a jumble of things.

A lot has happened today. I wouldn’t know where to begin.

Just one thought I’ll share, someone once said to me there’s too much pressure to keep in touch, to stay connected, with everyone we meet. I guess some would call it “making appearances”. I understand that now, we all do it to some extent. And I’m kind of fed up, so much energy goes into unnecessary things. 

I currently have a decision to make, it’s rather important, and could have a bigger impact on my future. Who knows. What I do know, is that there are a few people who I feel I can talk to about it. 

And the more I think about it, relationships can’t be the same with everyone. There’re only a handful where it’s free, effortless. And if it’s not effortless, as long as you don’t get hurt, it’s all okay.

Just let it be.

Yesterday, I saw both ends of a rainbow.

But there was no pot of gold at the end of it.

OH WHAT LIES WE HAVE BEEN FED FROM SUCH YOUNG AGES.

Sometimes I see people and I worry that they are feeling sad. So I say a silent prayer for them. I don’t know who they are, but I hope they’re happy. I try not to think about it too much though, it can be quite painful.

1yearofjesus said: Heeey! Just wanted to say your "God is love" post was incredibly beautiful! Every blessing to you. =)

Helloooo :) Thank you my love. And to you x

In need of a jogging buddy. Anyone interested?

Planners No More!

From around the age of 11 I’ve had an academic planner every single year. When I started secondary school I was so scared I was going to forget things, I wrote everything down. I couldn’t live without my planner, it was the secret behind my success. My ability to manage everything I wanted to do, was all because of this little book which helped me along the way. Of course, I fell into the vicious cycle of writing “to do” lists and never actually doing anything. But I soon got out of that. I loved using my planner.

However, when my degree was drawing to a close, I felt as though the use of my planner also came to a natural end. So the beginning of this academic year has been the first time I’ve gone without one. 

It’s been a bit of a struggle if I’m honest! I don’t want to keep striving to move forwards, and I want to be content with everything I have. (Desirelessness is a pain.) But neither can I wake up every morning with little clue about how I will spend my day. I don’t like wasting time. I like doing things. So I have a rough idea of things to do throughout the day.

But then I feel like I’m cheating. I feel like this notebook I have, where I jot random stuff down, is a reflection of the fact that I’m not content with just living in the present moment and going with the flow. That I just keep wanting to do more.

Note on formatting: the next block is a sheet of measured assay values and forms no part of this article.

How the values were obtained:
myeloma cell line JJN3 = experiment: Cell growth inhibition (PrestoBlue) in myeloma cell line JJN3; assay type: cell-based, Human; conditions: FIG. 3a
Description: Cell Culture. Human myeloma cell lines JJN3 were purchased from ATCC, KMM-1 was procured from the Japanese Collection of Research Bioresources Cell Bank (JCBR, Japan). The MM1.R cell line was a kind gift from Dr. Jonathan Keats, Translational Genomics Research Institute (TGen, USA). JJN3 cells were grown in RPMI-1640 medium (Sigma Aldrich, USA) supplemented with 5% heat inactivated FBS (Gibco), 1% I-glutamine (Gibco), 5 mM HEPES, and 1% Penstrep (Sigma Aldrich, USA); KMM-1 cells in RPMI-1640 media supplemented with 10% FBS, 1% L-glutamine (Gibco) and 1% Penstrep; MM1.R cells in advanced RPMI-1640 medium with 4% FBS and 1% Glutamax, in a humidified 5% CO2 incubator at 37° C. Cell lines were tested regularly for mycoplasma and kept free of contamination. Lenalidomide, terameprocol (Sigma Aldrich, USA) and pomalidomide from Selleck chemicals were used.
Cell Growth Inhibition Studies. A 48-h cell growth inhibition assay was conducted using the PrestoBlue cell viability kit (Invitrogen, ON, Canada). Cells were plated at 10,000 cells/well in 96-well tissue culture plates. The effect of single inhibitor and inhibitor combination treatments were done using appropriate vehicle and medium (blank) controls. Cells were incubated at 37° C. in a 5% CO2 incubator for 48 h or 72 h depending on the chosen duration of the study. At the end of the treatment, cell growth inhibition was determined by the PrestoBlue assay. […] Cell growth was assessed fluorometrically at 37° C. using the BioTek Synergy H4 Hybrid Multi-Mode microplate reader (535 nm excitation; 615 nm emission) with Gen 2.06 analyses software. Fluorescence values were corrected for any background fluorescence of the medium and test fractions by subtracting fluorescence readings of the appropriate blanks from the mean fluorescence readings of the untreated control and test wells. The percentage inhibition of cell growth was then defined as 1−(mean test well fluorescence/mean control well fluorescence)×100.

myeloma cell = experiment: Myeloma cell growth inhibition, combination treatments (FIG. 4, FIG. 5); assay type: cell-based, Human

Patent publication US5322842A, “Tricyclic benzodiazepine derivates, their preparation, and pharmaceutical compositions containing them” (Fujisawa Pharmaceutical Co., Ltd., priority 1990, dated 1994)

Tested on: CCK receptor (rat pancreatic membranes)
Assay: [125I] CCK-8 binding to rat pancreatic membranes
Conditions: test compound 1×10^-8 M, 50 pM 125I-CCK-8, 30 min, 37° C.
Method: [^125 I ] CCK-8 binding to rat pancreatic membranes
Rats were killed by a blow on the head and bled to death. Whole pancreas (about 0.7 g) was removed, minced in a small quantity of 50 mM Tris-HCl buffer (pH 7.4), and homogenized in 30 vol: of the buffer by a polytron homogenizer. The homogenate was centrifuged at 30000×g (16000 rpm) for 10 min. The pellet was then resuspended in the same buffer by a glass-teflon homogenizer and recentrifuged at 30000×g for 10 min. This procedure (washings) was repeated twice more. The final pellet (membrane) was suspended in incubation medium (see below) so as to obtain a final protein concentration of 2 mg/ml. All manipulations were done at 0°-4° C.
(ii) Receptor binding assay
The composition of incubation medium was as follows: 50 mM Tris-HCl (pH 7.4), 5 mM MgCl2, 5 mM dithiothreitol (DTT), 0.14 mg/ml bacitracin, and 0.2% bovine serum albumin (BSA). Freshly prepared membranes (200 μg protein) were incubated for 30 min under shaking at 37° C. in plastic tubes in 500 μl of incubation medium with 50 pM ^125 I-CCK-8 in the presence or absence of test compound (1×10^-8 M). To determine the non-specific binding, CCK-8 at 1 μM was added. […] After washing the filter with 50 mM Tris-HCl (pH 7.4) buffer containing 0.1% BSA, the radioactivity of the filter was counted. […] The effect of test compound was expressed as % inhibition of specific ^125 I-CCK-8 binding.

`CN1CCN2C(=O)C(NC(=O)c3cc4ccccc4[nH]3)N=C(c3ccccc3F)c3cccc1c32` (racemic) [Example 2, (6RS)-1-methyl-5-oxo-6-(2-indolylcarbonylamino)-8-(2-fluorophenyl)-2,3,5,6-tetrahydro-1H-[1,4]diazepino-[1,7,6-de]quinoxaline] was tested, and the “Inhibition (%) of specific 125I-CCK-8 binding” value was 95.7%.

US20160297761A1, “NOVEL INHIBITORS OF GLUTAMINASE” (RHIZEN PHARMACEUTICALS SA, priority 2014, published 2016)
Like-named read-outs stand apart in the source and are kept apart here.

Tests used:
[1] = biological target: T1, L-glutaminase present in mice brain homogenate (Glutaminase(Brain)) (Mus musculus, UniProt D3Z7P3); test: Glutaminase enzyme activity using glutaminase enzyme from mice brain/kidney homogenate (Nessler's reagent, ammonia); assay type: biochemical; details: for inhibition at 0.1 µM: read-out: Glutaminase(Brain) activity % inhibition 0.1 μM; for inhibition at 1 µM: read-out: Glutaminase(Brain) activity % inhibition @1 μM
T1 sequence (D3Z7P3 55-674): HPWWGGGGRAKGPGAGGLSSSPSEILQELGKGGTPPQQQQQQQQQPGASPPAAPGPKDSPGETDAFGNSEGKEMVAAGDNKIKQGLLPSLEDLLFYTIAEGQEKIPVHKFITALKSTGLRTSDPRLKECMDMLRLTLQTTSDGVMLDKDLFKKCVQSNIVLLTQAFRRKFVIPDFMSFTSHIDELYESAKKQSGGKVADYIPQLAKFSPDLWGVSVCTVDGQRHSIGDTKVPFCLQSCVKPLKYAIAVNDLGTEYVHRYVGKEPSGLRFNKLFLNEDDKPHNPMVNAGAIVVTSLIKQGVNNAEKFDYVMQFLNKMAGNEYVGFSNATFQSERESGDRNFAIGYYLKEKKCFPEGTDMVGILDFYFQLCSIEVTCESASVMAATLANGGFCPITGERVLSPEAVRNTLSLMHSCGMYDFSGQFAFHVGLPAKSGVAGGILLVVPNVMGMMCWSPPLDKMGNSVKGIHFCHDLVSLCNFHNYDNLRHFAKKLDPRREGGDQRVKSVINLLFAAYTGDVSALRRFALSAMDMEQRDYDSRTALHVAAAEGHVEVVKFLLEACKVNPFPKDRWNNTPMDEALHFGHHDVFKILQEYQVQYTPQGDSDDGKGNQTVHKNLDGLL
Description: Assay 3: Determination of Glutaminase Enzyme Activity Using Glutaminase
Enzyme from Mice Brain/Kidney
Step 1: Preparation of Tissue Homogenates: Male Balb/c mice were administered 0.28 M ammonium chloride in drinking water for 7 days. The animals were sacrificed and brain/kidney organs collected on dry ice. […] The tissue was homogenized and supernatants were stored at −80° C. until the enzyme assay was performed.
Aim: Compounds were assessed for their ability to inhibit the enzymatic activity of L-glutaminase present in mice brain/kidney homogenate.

Though it’s not like I’m in a position where I can be comfortable and “settled”.

What does “settled” even mean? Surely no one is ever truly “settled”?

Anyway, deep down I think I’m fine to go on without my planner. I’m old enough to remember the important things. And I guess noting down random stuff is OK too. I think I much prefer having a general idea how to spend my day, without any real timetable. It’s a nice balance between order and chaos. I guess that’ll do, for now.

"God is love."

Yesterday on the bus I sat next to a lady called Velda. It’s a Scandinavian name, so she told me. Our conversation began with general small talk.

We talked about travelling, and she was keen to tell me she had been to Pakistan. I told her I have never been myself! Curiosity arose and then began the questions about my background.

I’m a Sikh! She found out, and then began to tell me her own story.

She first pulled out a leaflet, and told me she was a born again Christian.

Oh dear, I thought. I wasn’t looking forward to the rest of this. Past experiences have often involved me being told that I’m on the wrong path!

However, what Velda told me was quite different.

Some time ago, she was 25 years old and very angry. Angry that her marriage had fallen apart. Angry that she lost a baby in childbirth. Angry at God for all those things. She was of a Christian background, and knew the “basics”, but her faith meant very little to her then.

For some reason, she decided to go to church on the day her baby would have turned one years old. Upon entering, she was blessed with the vision of Jesus Christ, and all she felt was love… 

The next day she was confused, and still felt bitter. After work she picked up a Bible, an old wedding gift from her friend, which she had never opened before. Velda opened the Bible at a random page and read, 1 John 4:8 “He that loveth not knoweth not God; for God is love.”

The day after Velda did the same thing, opening up the Bible at a random page she read, Matthew 18:3 “And said, Verily I say unto you, Except ye be converted, and become as little children, ye shall not enter into the kingdom of heaven.”

That is when she understood she was to follow the path shown to her, and that one day she would meet her little girl who was awaiting her in heaven. She understood the reason why her baby had left, she said if it had not happened she would not have found God.